5 Minimalist Winter Running Tips

If you've been experimenting with barefoot or minimalist running, you may be wondering what you're supposed to do now that winter is here. Can you still run in Vibrams? Is it really safe to run barefoot in the snow? How can you keep up your mileage without flirting with frostbite?

Runners start looking for all sorts of crazy solutions to keep their feet warm as the weather cools. Some have tried everything from sticking portable hand warmers down their socks to buying a bigger shoe size so they can wear four pairs of socks underneath.

Take heart, winter isn't the apocalypse for barefoot running. Here are a few common-sense tips to get you through this season.

1. The shoes you have are probably fine.

Be patient and let your body adapt. Have you noticed that when the temperature hits 50 degrees in the fall, it feels cold, but when it hits 50 again in the spring you're running with shorts on? Your body has adapted to the colder weather.

The same goes for your feet. They can adapt, and quickly. Time varies depending on how much experience you have with cold weather, but most people feel comfortable in about one to two weeks.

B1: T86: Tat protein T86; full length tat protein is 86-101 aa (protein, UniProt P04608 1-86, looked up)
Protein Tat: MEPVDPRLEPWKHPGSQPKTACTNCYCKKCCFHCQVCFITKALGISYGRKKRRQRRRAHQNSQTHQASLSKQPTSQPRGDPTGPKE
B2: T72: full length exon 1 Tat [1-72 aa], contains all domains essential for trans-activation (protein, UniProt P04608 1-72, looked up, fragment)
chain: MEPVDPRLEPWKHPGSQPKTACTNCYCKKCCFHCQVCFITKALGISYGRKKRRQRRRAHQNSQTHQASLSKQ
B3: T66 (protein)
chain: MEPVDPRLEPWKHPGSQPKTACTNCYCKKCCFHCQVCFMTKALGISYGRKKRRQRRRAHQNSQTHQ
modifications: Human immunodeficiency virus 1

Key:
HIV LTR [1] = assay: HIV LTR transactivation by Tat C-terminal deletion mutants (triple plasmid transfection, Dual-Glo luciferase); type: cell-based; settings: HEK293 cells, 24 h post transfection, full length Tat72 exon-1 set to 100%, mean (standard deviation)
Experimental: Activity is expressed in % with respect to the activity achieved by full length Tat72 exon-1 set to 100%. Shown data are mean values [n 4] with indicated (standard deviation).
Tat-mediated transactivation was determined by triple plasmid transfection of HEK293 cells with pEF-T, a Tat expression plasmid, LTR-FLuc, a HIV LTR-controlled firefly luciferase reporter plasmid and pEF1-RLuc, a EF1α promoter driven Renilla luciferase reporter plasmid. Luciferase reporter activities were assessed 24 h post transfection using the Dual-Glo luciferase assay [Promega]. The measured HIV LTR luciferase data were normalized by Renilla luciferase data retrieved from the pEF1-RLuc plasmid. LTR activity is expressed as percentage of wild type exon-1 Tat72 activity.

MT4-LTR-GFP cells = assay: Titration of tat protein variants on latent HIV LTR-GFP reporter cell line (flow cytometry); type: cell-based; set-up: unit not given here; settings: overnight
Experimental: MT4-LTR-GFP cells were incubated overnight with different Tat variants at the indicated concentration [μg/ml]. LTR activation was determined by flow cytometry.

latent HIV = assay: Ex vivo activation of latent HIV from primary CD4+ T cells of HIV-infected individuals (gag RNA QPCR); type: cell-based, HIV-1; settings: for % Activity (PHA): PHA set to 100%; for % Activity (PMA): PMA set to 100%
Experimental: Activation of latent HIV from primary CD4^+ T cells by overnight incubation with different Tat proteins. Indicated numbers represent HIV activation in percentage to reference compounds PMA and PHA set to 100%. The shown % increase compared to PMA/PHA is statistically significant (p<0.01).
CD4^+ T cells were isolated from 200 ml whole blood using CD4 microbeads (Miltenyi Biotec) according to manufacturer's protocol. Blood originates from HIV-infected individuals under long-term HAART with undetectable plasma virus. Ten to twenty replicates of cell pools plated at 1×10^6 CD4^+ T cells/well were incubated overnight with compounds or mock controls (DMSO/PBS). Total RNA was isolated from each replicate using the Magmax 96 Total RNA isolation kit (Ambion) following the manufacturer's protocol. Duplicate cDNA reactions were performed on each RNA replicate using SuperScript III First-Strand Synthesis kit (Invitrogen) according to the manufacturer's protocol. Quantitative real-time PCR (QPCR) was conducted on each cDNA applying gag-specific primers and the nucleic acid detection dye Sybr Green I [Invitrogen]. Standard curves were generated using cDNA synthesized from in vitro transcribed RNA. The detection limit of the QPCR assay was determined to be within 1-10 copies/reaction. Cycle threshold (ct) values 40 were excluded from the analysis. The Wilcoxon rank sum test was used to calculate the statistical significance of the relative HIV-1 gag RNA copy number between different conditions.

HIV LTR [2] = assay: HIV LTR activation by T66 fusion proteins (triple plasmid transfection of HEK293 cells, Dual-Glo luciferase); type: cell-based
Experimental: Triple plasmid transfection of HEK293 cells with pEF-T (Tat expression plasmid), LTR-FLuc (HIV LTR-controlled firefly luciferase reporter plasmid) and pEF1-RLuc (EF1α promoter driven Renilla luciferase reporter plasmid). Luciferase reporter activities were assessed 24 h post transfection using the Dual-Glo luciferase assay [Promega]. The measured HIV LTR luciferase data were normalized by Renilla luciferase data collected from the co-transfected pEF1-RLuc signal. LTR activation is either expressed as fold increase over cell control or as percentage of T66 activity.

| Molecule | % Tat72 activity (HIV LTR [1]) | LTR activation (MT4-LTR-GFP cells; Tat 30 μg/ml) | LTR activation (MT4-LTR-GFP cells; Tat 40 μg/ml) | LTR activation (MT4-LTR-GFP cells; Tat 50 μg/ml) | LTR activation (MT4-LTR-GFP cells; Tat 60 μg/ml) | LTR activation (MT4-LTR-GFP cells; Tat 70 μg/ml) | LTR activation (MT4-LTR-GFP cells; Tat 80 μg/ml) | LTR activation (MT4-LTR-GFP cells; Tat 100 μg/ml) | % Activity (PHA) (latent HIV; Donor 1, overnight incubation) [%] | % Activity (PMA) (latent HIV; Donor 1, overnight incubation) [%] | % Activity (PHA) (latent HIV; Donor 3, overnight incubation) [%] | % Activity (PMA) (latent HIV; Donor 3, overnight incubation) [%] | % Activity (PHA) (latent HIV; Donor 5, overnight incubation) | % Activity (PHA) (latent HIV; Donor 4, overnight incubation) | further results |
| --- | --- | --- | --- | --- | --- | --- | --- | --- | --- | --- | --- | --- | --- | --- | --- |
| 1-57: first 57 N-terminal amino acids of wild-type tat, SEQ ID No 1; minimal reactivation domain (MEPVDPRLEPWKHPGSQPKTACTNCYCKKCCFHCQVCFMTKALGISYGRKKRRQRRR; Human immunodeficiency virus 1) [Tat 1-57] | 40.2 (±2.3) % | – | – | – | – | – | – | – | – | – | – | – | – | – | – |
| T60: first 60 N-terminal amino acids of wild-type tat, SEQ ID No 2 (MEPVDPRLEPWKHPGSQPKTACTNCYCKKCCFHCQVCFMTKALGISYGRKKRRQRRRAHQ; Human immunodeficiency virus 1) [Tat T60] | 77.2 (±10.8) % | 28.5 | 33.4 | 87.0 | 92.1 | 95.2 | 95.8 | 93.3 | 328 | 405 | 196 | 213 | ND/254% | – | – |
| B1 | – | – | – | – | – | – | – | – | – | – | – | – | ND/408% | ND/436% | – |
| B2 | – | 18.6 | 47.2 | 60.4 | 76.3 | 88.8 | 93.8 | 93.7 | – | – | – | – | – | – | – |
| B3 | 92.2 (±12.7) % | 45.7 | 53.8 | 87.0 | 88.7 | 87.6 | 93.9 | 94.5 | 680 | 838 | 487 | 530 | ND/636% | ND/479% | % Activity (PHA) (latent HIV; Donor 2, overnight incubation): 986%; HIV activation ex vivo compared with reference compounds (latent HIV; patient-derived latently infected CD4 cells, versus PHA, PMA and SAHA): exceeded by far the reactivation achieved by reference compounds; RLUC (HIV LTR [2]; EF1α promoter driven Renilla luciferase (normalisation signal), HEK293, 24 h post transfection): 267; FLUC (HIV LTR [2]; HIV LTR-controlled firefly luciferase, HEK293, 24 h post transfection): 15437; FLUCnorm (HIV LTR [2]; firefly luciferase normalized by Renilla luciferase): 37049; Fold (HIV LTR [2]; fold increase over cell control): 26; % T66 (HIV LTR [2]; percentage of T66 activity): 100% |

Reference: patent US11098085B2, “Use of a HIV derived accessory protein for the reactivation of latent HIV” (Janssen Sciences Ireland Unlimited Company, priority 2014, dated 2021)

You may eventually be able to run in very cold temperatures with very little on your feet. Experienced minimalist runners have reached temperatures as low as -20 degrees wearing nothing but a pair of Vibram KSOs and some Injinji socks. However, you don't need to be that extreme to run outside this winter.

Most runs can feel comfortable in minimalist shoes. If you do need extra warmth, you may want to consider a pair of $12 socks instead of a new pair of $100 shoes.

2. Expose your feet to the cold.

Before your feet can adapt to the cold, they must be exposed to colder weather. The more you expose your feet, the faster your body can adapt. Head outside with as little as possible. Even if you're not a barefoot runner, kick those shoes off and head outside. It's okay to feel uncomfortable at first, but if your feet start feeling numb head back inside or put something on.

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